Oil giant Shell is set to cut spending on US oil and gas production by a fifth this year and split its “downstream” operations in the country into separate businesses.
In the first shake-up since Ben van Beurden took over as chief executive from Peter Voser at the start of the year, Shell will reduce US onshore spending and redirect much of the remainder from shale gas into oil and “liquids rich” shale.
It will also separate the downstream operation into separate units covering areas such as chemicals, lubricants and biofuels.
The shake-up was announced as it unveiled its annual report, revealing that Voser took home €8.4 million (£7 million) for his work last year even though Shell issued a profits warning in January just after his departure.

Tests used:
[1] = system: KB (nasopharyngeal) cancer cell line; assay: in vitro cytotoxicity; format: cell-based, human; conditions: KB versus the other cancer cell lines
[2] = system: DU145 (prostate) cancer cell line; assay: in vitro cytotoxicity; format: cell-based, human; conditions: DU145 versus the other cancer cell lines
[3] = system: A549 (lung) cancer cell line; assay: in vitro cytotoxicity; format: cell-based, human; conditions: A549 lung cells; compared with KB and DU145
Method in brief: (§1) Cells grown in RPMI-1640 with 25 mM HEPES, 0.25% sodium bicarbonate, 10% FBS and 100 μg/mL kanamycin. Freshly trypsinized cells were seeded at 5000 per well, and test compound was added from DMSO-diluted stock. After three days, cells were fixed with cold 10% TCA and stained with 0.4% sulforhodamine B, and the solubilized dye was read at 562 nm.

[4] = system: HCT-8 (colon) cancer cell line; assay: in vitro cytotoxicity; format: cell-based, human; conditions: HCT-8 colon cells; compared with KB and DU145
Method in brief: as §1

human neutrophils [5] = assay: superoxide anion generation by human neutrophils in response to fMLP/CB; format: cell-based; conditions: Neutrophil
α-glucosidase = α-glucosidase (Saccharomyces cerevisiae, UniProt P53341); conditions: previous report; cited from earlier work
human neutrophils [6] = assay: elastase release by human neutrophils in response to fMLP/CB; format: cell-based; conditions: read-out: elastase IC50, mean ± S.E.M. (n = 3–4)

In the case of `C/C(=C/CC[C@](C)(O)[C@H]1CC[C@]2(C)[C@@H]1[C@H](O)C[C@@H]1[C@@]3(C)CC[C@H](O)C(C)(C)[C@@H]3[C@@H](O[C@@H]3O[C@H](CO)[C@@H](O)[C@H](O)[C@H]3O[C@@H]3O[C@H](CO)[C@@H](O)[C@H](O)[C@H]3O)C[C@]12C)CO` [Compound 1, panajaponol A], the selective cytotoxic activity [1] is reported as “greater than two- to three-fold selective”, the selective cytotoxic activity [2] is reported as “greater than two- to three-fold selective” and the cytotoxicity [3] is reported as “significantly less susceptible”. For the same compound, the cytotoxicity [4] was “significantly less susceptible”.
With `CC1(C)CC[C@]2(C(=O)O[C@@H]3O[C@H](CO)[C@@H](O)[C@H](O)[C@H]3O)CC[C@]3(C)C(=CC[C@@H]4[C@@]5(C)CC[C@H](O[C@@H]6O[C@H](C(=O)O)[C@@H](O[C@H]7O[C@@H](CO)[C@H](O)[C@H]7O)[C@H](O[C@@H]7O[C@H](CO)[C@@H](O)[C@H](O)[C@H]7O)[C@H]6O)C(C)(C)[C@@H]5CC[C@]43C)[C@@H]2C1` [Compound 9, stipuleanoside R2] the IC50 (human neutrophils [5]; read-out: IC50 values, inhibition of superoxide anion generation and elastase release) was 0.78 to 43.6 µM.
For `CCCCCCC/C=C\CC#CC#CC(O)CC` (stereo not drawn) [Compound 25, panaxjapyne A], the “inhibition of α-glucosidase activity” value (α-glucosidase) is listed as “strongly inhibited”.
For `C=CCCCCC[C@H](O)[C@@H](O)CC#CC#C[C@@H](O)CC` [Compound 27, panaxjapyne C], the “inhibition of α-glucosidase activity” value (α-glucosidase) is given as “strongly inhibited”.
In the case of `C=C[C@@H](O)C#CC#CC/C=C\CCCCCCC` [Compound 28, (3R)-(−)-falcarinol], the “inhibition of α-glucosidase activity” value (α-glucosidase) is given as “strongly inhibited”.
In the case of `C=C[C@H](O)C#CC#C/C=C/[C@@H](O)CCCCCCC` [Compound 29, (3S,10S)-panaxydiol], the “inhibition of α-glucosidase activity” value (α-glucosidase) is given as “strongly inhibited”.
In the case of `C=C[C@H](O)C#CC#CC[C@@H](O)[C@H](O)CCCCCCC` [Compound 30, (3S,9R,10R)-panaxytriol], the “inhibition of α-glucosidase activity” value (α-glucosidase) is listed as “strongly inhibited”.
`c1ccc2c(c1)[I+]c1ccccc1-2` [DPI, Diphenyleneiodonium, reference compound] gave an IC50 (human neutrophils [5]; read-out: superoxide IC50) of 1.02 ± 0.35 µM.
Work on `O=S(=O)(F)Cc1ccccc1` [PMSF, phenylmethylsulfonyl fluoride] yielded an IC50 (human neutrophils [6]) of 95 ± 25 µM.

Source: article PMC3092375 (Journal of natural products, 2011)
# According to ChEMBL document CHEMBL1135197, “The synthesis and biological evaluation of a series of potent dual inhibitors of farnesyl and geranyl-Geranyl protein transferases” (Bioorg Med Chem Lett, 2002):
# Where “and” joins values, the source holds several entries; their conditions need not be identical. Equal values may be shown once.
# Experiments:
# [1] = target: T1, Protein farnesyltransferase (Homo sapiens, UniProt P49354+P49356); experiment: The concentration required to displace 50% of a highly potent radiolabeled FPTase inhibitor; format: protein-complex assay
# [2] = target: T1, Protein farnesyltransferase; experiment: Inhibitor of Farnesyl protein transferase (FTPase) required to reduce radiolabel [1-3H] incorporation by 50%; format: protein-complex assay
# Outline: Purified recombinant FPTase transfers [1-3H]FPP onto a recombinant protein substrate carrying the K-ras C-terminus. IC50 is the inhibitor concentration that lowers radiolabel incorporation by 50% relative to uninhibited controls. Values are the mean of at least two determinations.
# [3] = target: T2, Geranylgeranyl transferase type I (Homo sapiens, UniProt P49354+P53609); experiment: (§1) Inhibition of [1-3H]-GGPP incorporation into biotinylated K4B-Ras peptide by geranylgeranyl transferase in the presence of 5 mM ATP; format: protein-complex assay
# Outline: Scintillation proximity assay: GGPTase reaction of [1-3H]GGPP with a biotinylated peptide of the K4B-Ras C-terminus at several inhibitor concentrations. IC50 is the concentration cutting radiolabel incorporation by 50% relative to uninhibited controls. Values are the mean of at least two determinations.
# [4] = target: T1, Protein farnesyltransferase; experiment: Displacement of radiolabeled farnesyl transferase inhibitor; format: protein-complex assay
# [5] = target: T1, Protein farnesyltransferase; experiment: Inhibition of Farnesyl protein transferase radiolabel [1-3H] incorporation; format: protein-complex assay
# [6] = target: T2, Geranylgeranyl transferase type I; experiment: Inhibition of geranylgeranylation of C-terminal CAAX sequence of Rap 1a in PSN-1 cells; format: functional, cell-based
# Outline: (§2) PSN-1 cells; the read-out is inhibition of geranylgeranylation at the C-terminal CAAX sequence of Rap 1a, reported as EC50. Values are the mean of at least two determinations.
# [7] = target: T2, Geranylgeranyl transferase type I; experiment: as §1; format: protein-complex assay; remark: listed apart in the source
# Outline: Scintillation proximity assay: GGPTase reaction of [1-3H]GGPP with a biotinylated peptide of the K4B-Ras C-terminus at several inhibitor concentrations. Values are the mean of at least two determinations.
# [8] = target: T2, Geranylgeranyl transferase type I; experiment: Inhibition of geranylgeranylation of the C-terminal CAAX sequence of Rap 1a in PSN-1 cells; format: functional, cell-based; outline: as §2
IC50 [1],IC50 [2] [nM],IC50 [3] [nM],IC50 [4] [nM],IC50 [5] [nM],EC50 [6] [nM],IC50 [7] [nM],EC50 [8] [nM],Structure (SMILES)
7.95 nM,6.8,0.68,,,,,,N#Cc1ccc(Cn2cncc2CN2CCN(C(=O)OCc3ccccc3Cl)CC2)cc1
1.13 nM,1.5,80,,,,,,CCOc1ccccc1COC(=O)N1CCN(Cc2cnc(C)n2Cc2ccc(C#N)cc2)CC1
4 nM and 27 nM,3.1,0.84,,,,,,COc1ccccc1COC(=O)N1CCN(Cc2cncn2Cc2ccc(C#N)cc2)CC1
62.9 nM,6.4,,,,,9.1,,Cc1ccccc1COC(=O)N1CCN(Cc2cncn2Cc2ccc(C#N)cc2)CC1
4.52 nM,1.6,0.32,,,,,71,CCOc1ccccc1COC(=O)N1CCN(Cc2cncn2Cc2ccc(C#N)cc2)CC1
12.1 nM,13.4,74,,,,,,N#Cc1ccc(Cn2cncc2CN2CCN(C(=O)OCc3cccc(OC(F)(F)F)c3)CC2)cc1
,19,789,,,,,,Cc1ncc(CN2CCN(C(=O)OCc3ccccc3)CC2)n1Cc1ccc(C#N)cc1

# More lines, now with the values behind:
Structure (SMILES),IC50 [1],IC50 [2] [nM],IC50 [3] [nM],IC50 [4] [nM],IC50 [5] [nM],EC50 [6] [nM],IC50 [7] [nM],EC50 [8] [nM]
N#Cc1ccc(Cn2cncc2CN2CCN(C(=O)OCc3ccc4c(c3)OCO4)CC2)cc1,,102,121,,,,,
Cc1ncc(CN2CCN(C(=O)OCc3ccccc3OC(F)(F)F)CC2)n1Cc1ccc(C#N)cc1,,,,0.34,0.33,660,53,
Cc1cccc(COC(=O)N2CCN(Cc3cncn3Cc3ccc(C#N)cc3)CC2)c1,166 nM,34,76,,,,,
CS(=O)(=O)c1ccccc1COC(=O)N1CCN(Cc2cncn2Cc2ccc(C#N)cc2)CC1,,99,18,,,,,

However, the total salary and bonus payout package was less than half the €18.2 million that he pocketed in 2012.
Shell’s shock profit warning at the start of the year was swiftly followed by a 71 per cent drop in fourth-quarter profits to $2.1 billion (£1.3 billion) as the group suffered impairment charges on its US shale oil and gas operations and costs relating to disruption in Nigeria.
Van Beurden said: “With sharper accountability in the company, this [new] approach will target growth investment more effectively, focus on areas of the business where performance improvement is most required, and drive assets sales from non-strategic positions.”